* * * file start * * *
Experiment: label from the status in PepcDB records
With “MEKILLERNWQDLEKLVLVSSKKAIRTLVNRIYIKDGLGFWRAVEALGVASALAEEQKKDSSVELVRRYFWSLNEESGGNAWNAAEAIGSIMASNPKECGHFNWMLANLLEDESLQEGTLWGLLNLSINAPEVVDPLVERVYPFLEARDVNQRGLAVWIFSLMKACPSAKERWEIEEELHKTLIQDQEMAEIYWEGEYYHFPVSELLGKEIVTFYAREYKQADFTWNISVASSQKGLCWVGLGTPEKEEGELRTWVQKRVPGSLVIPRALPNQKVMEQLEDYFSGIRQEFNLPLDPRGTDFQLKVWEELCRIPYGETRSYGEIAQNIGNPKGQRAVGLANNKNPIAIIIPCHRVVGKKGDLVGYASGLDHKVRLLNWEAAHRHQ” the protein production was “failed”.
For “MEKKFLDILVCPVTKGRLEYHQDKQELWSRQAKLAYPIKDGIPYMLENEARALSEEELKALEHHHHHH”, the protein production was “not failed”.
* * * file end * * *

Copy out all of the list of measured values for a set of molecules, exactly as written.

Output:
Experiment: label from the status in PepcDB records
With “MEKILLERNWQDLEKLVLVSSKKAIRTLVNRIYIKDGLGFWRAVEALGVASALAEEQKKDSSVELVRRYFWSLNEESGGNAWNAAEAIGSIMASNPKECGHFNWMLANLLEDESLQEGTLWGLLNLSINAPEVVDPLVERVYPFLEARDVNQRGLAVWIFSLMKACPSAKERWEIEEELHKTLIQDQEMAEIYWEGEYYHFPVSELLGKEIVTFYAREYKQADFTWNISVASSQKGLCWVGLGTPEKEEGELRTWVQKRVPGSLVIPRALPNQKVMEQLEDYFSGIRQEFNLPLDPRGTDFQLKVWEELCRIPYGETRSYGEIAQNIGNPKGQRAVGLANNKNPIAIIIPCHRVVGKKGDLVGYASGLDHKVRLLNWEAAHRHQ” the protein production was “failed”.
For “MEKKFLDILVCPVTKGRLEYHQDKQELWSRQAKLAYPIKDGIPYMLENEARALSEEELKALEHHHHHH”, the protein production was “not failed”.